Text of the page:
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GBP/AUD Exchange Rate Poised to Strike Fresh Eight-Month Low as Brexit Risk Grow

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GBP/AUD Exchange Rate Rangebound as Brexit Returns to Focus 

The Pound to Australian Dollar (GBP/AUD) exchange rate is trading just shy of an eight-month low this morning as no-deal Brexit concerns limit the appeal of the pairing. 

At the time of writing the GBP/AUD exchange rate is trading at around AU$1.8531, virtually unchanged from this morning’s opening rate. 

Pound (GBP) Faces Pressure Ahead of Key Brexit Conference 

The Pound (GBP) looks set to face considerable headwinds in the coming weeks ahead of a ‘high-level conference’ between the UK and EU in June to determine whether enough progress has been made in Brexit negotiations. 

Ahead of the conference there will be one final round of talks, but despite reports the EU is willing to make concession on fisheries there is little hope for a breakthrough being found. 

EU sources warn that the UK needs to do more to ensure a level playing field if a stalemate is to be avoided. 

An EU official said: 

‘This is a crucial round. If there is no parallel progress – level playing field, protection of fundamental rights and governance – then we risk going into July with a major problem, the stalemate [EU chief negotiator] Michel Barnier warned about.’ 

The EU has said that July will be the last chance for the UK and EU to decide on whether to extend the Brexit transition period.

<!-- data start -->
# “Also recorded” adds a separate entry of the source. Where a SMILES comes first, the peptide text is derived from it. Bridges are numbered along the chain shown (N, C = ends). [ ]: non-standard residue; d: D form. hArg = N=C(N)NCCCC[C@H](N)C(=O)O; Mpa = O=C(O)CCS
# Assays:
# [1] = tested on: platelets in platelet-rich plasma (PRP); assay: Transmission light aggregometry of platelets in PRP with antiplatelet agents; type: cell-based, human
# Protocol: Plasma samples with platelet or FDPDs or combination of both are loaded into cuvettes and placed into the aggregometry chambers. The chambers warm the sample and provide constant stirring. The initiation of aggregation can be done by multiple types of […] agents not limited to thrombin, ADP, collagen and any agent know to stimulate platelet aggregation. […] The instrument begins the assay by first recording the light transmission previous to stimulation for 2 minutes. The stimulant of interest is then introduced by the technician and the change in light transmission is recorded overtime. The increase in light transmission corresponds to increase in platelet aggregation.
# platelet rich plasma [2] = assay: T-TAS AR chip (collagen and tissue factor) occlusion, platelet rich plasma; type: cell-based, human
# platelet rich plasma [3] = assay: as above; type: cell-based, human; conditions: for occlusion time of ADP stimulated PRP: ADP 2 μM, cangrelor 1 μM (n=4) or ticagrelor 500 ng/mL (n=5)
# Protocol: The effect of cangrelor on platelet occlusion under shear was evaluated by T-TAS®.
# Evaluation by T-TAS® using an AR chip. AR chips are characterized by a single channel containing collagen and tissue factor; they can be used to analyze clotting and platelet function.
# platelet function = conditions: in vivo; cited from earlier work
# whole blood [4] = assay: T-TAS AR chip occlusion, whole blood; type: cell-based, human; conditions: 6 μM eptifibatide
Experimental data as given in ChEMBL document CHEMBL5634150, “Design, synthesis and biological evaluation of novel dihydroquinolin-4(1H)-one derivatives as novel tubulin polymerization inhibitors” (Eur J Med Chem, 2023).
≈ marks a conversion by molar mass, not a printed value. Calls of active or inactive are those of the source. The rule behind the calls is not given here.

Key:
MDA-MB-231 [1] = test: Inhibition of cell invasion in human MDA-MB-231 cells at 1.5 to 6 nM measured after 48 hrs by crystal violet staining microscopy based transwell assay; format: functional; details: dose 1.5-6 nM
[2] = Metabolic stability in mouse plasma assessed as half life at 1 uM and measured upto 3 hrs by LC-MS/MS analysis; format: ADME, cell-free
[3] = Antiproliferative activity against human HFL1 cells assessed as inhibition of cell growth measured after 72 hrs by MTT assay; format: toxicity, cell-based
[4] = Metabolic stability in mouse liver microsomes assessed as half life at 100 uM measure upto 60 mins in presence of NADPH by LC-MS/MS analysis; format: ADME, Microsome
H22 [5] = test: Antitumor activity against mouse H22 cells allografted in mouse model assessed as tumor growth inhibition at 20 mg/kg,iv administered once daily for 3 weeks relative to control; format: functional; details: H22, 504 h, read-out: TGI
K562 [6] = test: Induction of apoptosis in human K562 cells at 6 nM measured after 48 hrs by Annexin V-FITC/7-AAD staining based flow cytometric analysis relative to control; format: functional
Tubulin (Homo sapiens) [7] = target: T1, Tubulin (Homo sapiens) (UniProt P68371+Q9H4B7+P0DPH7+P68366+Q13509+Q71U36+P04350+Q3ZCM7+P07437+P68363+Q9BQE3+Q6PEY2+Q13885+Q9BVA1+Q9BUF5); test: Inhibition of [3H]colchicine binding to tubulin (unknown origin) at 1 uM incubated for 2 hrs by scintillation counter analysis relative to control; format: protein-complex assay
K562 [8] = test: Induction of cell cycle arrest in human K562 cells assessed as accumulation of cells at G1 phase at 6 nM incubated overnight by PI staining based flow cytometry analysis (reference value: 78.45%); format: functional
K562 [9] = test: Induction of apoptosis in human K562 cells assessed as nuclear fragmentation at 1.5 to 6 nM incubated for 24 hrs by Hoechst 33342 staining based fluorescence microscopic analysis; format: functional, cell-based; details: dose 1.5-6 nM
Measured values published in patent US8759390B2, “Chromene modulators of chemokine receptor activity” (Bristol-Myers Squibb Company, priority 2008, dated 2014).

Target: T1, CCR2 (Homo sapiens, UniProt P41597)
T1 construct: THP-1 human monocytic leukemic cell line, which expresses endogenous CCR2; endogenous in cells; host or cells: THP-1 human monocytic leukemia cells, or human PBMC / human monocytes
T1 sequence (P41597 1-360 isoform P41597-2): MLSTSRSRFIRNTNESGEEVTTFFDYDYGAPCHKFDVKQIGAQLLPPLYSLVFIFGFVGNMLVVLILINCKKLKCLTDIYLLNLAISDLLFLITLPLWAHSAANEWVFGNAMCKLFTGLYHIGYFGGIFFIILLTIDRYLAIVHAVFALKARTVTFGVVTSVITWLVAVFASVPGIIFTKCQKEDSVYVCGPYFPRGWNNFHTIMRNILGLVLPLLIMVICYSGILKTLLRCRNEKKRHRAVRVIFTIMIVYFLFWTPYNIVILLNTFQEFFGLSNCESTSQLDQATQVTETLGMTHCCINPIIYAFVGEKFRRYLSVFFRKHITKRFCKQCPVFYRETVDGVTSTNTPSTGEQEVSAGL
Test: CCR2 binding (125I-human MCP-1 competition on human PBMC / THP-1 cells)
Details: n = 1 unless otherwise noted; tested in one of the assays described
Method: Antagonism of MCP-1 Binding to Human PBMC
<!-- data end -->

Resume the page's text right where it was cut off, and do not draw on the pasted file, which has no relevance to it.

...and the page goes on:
However, the UK government has repeatedly ruled out allowing the transition period to extend past December, stoking fears that the UK will face a no-deal Brexit at the end of 2020. 

US-China Tensions to Limit Upside in Australian Dollar (AUD)? 

At the same time, the Australian Dollar (AUD) may face some hurdles in the coming weeks as escalating tensions between the US and China threatens to weigh on market risk appetite. 

This comes as the two powers are engaged in a war of wars over the status of Hong Kong and Beijing’s plans to impose a controversial new security law on the city. 

The latest development has seen the White House announce that it no longer views Hong Kong as autonomous from China, paving the way for the US to end special trade relations with the city. 

Beijing has already vowed to hit back at any action taken by the US in retaliation to the security law, stoking fears the trade war between the two countries could be revived. 

Any moves to impose fresh tariffs would likely weigh heavily on market sentiment as leave the risk-sensitive Australian Dollar in the lurch.